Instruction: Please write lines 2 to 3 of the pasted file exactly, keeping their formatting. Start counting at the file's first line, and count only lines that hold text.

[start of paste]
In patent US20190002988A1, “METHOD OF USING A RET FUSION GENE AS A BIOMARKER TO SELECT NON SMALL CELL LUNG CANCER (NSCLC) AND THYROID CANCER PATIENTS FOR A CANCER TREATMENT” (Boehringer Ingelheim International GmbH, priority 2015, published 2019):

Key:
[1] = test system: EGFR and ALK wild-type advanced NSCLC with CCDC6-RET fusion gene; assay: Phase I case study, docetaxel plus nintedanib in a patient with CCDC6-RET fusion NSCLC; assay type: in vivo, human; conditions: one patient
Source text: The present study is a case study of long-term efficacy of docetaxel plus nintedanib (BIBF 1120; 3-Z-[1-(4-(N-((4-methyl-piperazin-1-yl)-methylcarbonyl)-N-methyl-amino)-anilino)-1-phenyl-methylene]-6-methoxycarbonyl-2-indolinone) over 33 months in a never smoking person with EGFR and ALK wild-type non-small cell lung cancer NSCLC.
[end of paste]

Key:
[1] = test system: EGFR and ALK wild-type advanced NSCLC with CCDC6-RET fusion gene; assay: Phase I case study, docetaxel plus nintedanib in a patient with CCDC6-RET fusion NSCLC; assay type: in vivo, human; conditions: one patient